In its Bodleian Library, Oxford offers unparalleled library and archive facilities for South Asia, including the Indian Institute Library, which is the richest collection of official archival materials on South Asia in the UK, second only to the British Library. The libraries of the School of Interdisciplinary Area Studies and of the Faculty of Oriental Studies are the main libraries for students on the course. Students may also access other faculty libraries as necessary.

Oxford also offers a wealth of resources for the study of South Asian art and material culture. The Ashmolean Museum contains collections encompassing art from the Islamic world, the Indian subcontinent and South-East Asia. The Pitt Rivers Museum holds important collections of ethnographic material from India, Bangladesh, Pakistan, Tibet, Nepal and Sri Lanka. The Museum of the History of Science houses an unrivalled collection of historic scientific instruments, including astrolabes and other instruments, with Persian, Arabic, or Sanskrit inscriptions, manufactured by artisans in India.

Oxford IT Services supports university members in their study and library use, helping students to get the most from their courses in state-of-the-art IT learning rooms. Some of the MPhil module convenors will also make use of the University's online sharing platform, known as WebLearn, where selected course readings are made available.

In addition to the faculties and departments who share in teaching for the MPhil, Oxford contains outstanding collegiate centres for study and research in relation to South Asia and its many regions, at Wolfson College, Somerville College and St Antony’s College. Research seminars at these collegiate centres are open to all students.

Funding

There are over 1,000 full graduate scholarships available across the University, and these cover your course and college fees and provide a grant for living costs. If you apply by the relevant January deadline and fulfil the eligibility criteria you will be automatically considered. Over two thirds of Oxford scholarships require nothing more than the standard course application. Use the Fees, funding and scholarship search to find out which scholarships you are eligible for and if they require an additional application, full details of which are provided.

A number of Research Council awards are available each year from the Economic and Social Research Council (ESRC) (further details will be announced in October 2016), the Natural Environment Research Council (NERC), and Arts and Humanities Research Council (AHRC).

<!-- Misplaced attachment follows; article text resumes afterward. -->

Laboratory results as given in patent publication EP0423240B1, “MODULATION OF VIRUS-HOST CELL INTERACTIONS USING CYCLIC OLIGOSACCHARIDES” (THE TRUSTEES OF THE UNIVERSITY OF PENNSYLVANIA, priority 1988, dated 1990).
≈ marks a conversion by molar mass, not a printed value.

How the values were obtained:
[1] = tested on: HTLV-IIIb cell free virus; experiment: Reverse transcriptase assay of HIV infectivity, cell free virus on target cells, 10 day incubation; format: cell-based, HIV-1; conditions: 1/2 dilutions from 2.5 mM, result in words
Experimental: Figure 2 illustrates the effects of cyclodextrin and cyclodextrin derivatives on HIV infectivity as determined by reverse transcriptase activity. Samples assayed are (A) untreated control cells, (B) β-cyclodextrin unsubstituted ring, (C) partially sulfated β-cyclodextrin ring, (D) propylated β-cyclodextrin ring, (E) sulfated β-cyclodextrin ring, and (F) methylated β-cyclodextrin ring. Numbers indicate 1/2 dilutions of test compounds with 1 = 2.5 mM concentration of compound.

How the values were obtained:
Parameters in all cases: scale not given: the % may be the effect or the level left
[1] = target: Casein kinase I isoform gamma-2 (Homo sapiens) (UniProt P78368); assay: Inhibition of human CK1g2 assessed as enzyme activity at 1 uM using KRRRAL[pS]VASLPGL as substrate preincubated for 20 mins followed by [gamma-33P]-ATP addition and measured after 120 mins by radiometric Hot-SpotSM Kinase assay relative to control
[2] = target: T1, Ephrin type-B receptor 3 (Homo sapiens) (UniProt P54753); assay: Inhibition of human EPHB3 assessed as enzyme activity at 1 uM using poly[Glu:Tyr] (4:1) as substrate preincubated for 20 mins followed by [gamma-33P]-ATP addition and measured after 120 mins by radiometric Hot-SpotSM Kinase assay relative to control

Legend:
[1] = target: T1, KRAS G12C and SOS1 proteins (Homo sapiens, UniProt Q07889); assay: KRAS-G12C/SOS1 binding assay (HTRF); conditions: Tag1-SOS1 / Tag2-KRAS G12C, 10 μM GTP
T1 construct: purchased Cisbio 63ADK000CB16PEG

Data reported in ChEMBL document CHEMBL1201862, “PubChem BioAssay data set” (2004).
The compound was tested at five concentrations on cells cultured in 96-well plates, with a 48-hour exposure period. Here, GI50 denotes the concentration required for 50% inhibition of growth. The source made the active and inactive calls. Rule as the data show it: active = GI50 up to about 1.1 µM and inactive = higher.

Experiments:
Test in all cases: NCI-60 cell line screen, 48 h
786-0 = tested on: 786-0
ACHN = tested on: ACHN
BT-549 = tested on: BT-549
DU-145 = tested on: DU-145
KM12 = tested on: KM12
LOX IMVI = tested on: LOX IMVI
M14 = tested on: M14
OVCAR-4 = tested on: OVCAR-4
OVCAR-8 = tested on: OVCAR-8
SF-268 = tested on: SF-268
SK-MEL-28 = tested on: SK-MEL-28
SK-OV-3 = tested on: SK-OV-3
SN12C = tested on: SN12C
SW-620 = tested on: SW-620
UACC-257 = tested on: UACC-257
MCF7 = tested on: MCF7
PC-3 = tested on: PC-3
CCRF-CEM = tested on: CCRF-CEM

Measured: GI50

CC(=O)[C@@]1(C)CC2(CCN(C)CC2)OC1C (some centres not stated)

Costs

Annual fees for entry in 2017-18

Fee status

Tuition fee

College fee

Total annual fees

Home/EU
(including Islands)
£12,300£3,021£15,321
Overseas£19,335£3,021£22,356

The fees shown above are the annual tuition and college fees for this course for entry in the stated academic year; for courses lasting longer than one year, please be aware that fees will usually increase annually. For details, please see our guidance on likely increases to fees and charges.

Tuition and college fees are payable each year for the duration of your fee liability (your fee liability is the length of time for which you are required to pay tuition and college fees).

For more information about tuition fees, college fees and fee liability, please see the Fees section of this website. EU applicants should refer to our dedicated webpage for details on the impact of the result of the UK referendum on its membership of the European Union.

Additional information

There are no compulsory elements of this course that entail additional costs beyond fees and living costs.  However, as part of your course requirements, you may need to choose a dissertation, a project or a thesis topic. Please note that, depending on your choice of topic and the research required to complete it, you may incur additional expenses, such as travel expenses, research expenses, and field trips. You will need to meet these additional costs, although you may be able to apply for small grants from your department and/or college to help you cover some of these expenses.

Living costs

In addition to your tuition and college fees, you will need to ensure that you have adequate funds to support your living costs for the duration of your course.